Defensively Rowand has been a major disappointment: he’s made some nice plays and his catch that broke his nose was the most talked about play in baseball that day. However, the numbers don’t support the idea that Rowand is living up to his reputation as a defensive wizard. As I write this, he has a Zone Rating of .860, ranking him tenth of eleven NL centerfielders. Even Steve Finley, a player whose defensive skills are in a marked decline has a better ZR than Rowand. Rowand also ranks just eighth in Range Factor.

Confused about what I’m talking about?:
Zone Rating (ZR): Is a stat which measures a player’s defensive ability by measuring plays they should have made. Admittedly, this is a stat left open to subjective opinions.
Range Factor (RF): (Putouts + Assists) * 9 / IP. Essentially measures how much a player is involved in defensive plays.

Thome, never known of his glove, has been relegated to DH duty. So far the deal has been a mild disappointment: Rowand hasn’t been the defensive presence he was expected to be and while he had contributed with his bat, he hasn’t been that great offensively. True, Thome is having a great season for the White Sox, however, Ryan Howard is also having a great season and his progress should be a factor in this analysis. Howard has just one home run fewer than Thome (19) and has 41.4 Runs Created with a .315 GPA and a .316 ISO. Simply put, the downgrade from replacing Howard with Thome is virtually nil. Oh, and Ryan Howard is nine years younger than Jim Thome.

So the Thome – Rowand deal, in the long term, will probably still benefit the Phillies (Thome was actually quoted in the Inquirer as saying that the deal benefitted both he and Ryan Howard), though at the current time you’d have to say that it was a wash. Rowand is probably doing better offensively than Jason Michaels- our likely CF in 2006 had the Rowand deal gone undone -would, though Michaels would probably be a stronger defender based on what we've seen. The difference between Howard and Thome is nil. The Phillies advantage lays with the fact that they went much younger in their lineup and got players whose upsides are impressive.

-Phils won 4-3 against the D-backs in an impressive game where they drove Brandon Webb off the mound without a win. Tonight Cole Hamels goes for the Phils. Notice the struggles facing the Atlanta Braves: their loss to the Nats last night drops them 7 back of the Mets and two and a half back of the Phils for second. The Braves are in serious danger of falling to fourth place.

(9) comments

Monday, June 05, 2006

Know Thy Enemy: The D-Backs 

I have to admit to being surprised to see the Arizona Diamondbacks leading the NL West. I had the team written-off in the preseason as an also-ran: little talent, coming off a series of bad seasons … bah! … Either this is a testament to how mediocre the NL West is, or the D-backs are a team much greater than the sum of their parts.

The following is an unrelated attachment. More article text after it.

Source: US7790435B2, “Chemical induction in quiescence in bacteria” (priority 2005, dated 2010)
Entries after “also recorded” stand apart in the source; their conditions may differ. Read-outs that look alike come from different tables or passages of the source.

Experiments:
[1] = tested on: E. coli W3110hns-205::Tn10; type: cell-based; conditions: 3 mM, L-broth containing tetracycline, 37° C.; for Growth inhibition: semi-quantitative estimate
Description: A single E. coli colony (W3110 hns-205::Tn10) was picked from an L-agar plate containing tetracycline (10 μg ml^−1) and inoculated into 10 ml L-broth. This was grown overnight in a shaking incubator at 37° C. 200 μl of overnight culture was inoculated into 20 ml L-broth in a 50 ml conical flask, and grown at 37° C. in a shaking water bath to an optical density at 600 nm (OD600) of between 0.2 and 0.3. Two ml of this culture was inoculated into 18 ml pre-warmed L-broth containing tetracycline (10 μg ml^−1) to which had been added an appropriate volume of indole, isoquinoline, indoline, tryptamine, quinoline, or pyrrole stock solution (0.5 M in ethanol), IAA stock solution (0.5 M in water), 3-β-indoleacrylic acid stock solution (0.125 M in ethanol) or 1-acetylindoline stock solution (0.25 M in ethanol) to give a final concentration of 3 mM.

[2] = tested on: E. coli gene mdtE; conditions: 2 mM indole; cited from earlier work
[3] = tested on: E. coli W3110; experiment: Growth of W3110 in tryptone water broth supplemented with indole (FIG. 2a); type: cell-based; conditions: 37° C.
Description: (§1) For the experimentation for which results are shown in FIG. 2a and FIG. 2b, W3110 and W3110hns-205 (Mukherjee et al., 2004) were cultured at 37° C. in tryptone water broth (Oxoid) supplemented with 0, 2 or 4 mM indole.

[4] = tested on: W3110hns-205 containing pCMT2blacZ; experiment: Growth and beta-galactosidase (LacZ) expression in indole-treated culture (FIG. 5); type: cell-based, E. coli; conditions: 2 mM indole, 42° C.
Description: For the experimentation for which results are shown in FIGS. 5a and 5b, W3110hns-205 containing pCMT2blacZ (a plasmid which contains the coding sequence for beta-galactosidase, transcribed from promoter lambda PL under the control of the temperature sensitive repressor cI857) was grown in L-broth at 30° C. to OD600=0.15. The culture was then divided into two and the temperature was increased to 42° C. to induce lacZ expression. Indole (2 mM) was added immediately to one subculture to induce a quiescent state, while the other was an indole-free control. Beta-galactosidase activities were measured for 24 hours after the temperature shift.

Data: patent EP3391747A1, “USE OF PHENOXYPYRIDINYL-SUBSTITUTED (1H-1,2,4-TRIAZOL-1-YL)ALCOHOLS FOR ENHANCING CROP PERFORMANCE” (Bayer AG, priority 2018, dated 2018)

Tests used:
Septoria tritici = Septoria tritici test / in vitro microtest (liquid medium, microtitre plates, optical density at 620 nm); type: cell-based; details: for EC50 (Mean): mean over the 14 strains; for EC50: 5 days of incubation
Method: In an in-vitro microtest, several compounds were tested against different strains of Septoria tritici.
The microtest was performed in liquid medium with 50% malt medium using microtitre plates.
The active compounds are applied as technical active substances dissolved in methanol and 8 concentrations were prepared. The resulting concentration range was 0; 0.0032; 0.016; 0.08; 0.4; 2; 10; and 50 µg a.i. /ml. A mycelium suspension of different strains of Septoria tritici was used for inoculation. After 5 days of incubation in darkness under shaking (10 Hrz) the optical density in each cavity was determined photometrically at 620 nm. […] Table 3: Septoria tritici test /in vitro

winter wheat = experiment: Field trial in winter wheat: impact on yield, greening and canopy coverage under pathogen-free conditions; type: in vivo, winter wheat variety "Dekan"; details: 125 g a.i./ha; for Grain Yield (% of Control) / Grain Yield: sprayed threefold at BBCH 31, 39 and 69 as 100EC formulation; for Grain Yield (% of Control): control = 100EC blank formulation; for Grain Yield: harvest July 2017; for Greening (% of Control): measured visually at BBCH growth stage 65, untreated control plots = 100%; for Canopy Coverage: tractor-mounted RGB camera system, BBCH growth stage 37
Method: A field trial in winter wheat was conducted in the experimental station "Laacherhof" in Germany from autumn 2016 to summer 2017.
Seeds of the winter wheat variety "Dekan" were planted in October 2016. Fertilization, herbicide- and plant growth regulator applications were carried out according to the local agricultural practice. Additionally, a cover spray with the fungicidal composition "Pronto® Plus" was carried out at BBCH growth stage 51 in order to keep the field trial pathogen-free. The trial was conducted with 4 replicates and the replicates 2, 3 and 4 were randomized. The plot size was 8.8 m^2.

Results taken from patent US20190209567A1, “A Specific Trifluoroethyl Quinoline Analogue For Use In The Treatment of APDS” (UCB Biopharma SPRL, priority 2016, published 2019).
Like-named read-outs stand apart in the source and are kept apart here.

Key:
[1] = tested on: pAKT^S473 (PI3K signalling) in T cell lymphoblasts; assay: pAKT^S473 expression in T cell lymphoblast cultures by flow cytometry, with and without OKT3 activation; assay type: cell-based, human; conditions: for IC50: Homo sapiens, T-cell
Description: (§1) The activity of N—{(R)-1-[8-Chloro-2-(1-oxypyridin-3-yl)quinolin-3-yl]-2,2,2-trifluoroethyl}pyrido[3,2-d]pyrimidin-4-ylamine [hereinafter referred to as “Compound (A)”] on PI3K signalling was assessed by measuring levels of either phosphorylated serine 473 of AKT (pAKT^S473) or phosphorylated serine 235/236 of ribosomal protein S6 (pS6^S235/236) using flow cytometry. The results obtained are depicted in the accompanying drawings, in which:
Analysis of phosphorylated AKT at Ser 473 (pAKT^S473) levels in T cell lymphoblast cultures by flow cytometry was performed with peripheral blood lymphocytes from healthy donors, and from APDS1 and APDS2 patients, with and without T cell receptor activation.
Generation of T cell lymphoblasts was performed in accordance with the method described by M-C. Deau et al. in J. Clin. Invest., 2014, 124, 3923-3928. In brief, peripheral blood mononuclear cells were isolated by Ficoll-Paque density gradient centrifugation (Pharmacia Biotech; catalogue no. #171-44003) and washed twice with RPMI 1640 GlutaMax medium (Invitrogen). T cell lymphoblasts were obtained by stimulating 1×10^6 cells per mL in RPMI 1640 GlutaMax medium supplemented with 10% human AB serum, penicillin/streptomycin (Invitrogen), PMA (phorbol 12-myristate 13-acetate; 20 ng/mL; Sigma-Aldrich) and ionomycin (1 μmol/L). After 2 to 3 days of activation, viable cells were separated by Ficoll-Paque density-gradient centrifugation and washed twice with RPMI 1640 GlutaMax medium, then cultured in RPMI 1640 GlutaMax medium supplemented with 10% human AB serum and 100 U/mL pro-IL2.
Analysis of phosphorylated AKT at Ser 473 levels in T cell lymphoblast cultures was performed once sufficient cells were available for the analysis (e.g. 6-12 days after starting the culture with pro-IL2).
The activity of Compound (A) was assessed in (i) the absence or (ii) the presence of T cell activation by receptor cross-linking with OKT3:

There really isn’t ay superstar on the D-backs roster. Collectively it is a bunch of little-known faces: Eric Byrnes and Chad Tracy (who?) are leading the team with nine home runs each. Shawn Green, the team’s perpetually under-achieving slugger, has four home runs. Four.

And yet the D-Backs have a potent offense, averaging 5.25 runs-per-game, .045 better than the NL average. Their success has been in timely hitting: they rank third in the NL in Batting Average with Runners In Scoring Position (BA/RISP). They’ve been getting hits at the right time.

The secret to the D-Backs success has been their better-than-expected pitching. Brandon Webb is 8-0 with a 2.01 ERA … Not that anyone has noticed. The D-backs FIP ERA is third in the NL. This is a much better pitching staff than they look.

The Phillies make a counter-point to the D-Backs: they always seem to be much less than the sum of their parts. Despite having potent weapons like Bobby Abreu, Pat Burrell, Chase Utley and Ryan Howard in the lineup, the Phillies score just 4.98 runs a game. Ok, better than the NL average, but why have the D-backs scored 278 runs to the Phillies 269?

Well, they are hitting .233 with RISP. Not the worst in the NL, but let’s not celebrate being better than the Chicago Cubs (.232). The Phillies are awful, trailing the league average in BARISP by thirty points.

The Phillies have really struggled on the mound of late, with the decision to send Gavin Floyd to the minors and Cole Hamels absence high-lighting a problem: the Phillies have pitching talent but they aren’t clicking. Perhaps Hamels return will improve matters, and Gavin Floyd has to be addition-by-subtraction.

So I’d be worried going into this series. On paper, the Phillies are much better than the D-Backs. But games aren’t played on paper and the D-Backs are a team that is much better than the sum of their parts.

Nice 6-4 win for the Phillies last night. Escaping L.A. with a 2-2 split is a mild victory. The Phillies also jumped back into second place and are a game and a half above the Braves.

Inquirer writer Marcus Hayes writes that Ryan Franklin wants to go to the rotation. Read it for yourself here. Favorite quote: "Franklin could hardly do worse." Yes he could.